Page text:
It is from Marye’s Heights that General Lee, looking down on the growing Confederate victory, uttered his famous quote.

“It is well that war is so terrible, or we should grow too fond of it.”

Burnside’s disastrous failure here at Fredericksburg led to Lincoln removing him from command a little over a month later.

The last thing we did during our visit to Chatham was watch a couple of very well done films on the history of Chatham, and the lives of the people of Virginia during the war.

Finally leaving Chatham we were all ‘jonesin’ for Mexican so we decide to try the aptly-named and well-recommended Mexico Restaurant. And it was good. Good enough to get 4 votes for going back if we got the chance.

So about 7:45 after another long but fun day, we finally got back to the park and home. Tomorrow it’s supposed to be raining so it’s a stay-at-home day.

Stay-at-home days are nice.


Thought for the Day:

This one bears repeating –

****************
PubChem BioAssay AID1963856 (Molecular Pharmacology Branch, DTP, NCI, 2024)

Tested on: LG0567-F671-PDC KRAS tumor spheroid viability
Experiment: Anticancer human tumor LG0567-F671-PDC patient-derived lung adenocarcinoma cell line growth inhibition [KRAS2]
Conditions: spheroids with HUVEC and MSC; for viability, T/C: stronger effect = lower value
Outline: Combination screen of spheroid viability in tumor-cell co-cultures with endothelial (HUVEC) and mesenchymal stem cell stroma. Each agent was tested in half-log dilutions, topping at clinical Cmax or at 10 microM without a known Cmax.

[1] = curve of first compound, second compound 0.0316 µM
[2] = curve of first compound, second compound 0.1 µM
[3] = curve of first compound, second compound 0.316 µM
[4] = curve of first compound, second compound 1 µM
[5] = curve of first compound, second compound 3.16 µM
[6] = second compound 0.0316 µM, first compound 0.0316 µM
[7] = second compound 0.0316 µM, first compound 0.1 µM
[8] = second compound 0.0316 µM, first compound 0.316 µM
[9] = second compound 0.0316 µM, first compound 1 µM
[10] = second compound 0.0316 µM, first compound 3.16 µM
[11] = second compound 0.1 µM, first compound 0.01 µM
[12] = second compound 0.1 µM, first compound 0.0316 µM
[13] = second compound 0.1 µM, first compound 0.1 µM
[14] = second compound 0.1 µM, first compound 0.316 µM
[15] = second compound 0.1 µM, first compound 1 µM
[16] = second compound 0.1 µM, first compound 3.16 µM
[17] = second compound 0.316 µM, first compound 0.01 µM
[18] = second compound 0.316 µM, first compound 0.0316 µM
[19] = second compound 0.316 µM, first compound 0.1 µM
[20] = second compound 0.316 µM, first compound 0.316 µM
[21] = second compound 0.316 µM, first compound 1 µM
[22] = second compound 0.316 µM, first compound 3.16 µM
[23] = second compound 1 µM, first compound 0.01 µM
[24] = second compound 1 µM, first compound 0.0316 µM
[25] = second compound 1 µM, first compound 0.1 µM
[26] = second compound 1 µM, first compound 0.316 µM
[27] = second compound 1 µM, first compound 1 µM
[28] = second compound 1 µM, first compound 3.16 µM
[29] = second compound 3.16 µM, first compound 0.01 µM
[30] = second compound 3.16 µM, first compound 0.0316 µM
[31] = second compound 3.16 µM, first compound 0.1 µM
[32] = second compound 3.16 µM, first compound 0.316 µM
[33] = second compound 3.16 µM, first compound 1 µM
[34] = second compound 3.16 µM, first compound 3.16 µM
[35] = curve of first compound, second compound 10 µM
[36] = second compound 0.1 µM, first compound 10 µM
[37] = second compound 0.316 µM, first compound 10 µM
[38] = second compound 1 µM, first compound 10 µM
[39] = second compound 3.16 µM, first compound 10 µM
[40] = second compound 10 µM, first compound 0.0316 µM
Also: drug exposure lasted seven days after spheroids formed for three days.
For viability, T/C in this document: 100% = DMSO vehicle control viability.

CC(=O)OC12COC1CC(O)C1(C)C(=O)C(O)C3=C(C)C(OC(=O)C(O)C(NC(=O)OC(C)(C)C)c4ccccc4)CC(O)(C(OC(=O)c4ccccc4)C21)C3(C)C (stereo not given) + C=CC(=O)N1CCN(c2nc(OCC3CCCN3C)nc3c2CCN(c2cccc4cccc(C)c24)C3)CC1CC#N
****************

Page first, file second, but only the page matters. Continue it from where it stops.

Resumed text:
“It is well that war is so terrible, or we should grow too fond of it.” – Robert E. Lee



4 Responses

  1. Once a tree reaches the age of a couple of years, the branches never grow any higher. At this point, tree grows up from the top and will get wider,but the branches never grow any higher. Even allowing for the branch that leans toward the left in the original, I do not see this as the same tree. There are too many inconsistencies in the photo, but it makes a good story.

  2. Which leads me to the question, why is the US still in two wars we will never win??

  3. George,

    I wondered about that too.

    But there is a plaque on the tree that describes the photo, and the documentation with the Matthew Brady photo says it was taken in front of the Lacy House in Fredericksburg, VA.

    I think the difference in the pictures is due to a difference in the distance and the angle of the two photos.

  4. Janna,

    I think we could win them if we fought them like we fought WWII.

    Instead we’re fighting them to be politically correct.